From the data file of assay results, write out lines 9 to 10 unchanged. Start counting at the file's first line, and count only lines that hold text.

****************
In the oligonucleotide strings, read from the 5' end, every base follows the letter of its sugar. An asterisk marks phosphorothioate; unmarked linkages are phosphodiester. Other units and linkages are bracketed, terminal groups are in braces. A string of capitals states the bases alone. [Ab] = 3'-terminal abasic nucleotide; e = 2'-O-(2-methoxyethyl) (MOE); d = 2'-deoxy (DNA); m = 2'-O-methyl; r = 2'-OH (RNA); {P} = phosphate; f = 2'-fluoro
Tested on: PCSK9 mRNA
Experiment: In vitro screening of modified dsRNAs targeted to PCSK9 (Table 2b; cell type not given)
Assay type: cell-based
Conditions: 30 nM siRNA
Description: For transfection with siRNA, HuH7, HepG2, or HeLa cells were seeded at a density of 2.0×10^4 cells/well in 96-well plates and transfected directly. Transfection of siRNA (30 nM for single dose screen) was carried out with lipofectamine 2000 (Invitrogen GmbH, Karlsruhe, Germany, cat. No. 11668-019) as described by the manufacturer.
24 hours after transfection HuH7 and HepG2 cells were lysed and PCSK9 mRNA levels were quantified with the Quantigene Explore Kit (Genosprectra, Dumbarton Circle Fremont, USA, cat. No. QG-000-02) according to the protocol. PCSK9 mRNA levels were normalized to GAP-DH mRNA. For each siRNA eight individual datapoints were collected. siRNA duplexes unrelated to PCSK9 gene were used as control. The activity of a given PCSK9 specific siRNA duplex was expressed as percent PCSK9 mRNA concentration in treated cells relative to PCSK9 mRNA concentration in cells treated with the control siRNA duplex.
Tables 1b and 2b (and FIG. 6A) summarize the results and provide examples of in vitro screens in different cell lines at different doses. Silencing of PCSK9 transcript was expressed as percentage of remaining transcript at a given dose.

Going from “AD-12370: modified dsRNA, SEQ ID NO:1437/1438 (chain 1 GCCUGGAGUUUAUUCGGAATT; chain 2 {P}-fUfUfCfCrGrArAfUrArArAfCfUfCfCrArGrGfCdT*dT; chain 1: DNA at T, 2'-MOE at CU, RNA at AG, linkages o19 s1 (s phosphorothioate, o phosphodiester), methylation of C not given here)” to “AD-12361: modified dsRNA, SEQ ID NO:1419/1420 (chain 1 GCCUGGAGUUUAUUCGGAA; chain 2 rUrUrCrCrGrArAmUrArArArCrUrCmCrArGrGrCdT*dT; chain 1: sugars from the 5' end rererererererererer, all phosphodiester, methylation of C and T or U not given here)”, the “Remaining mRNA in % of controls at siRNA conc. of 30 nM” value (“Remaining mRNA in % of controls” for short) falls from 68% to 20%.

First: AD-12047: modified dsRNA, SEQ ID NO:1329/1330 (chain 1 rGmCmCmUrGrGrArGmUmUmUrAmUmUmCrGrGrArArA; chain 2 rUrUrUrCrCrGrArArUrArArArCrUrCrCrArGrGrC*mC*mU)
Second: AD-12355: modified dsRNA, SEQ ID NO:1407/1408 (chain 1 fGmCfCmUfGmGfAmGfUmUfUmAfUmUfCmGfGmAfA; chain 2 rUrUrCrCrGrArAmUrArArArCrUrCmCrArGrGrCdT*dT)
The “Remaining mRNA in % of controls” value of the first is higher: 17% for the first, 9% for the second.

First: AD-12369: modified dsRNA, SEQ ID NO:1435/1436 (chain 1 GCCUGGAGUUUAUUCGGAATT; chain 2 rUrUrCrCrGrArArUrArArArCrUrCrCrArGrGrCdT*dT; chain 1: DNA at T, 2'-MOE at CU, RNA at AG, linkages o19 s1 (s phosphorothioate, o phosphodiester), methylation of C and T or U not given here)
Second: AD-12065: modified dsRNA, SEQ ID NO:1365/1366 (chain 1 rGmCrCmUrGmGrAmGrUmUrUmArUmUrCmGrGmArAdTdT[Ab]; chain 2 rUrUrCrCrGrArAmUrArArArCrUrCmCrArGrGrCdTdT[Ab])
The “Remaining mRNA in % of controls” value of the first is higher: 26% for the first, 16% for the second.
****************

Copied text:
Going from “AD-12370: modified dsRNA, SEQ ID NO:1437/1438 (chain 1 GCCUGGAGUUUAUUCGGAATT; chain 2 {P}-fUfUfCfCrGrArAfUrArArAfCfUfCfCrArGrGfCdT*dT; chain 1: DNA at T, 2'-MOE at CU, RNA at AG, linkages o19 s1 (s phosphorothioate, o phosphodiester), methylation of C not given here)” to “AD-12361: modified dsRNA, SEQ ID NO:1419/1420 (chain 1 GCCUGGAGUUUAUUCGGAA; chain 2 rUrUrCrCrGrArAmUrArArArCrUrCmCrArGrGrCdT*dT; chain 1: sugars from the 5' end rererererererererer, all phosphodiester, methylation of C and T or U not given here)”, the “Remaining mRNA in % of controls at siRNA conc. of 30 nM” value (“Remaining mRNA in % of controls” for short) falls from 68% to 20%.

First: AD-12047: modified dsRNA, SEQ ID NO:1329/1330 (chain 1 rGmCmCmUrGrGrArGmUmUmUrAmUmUmCrGrGrArArA; chain 2 rUrUrUrCrCrGrArArUrArArArCrUrCrCrArGrGrC*mC*mU)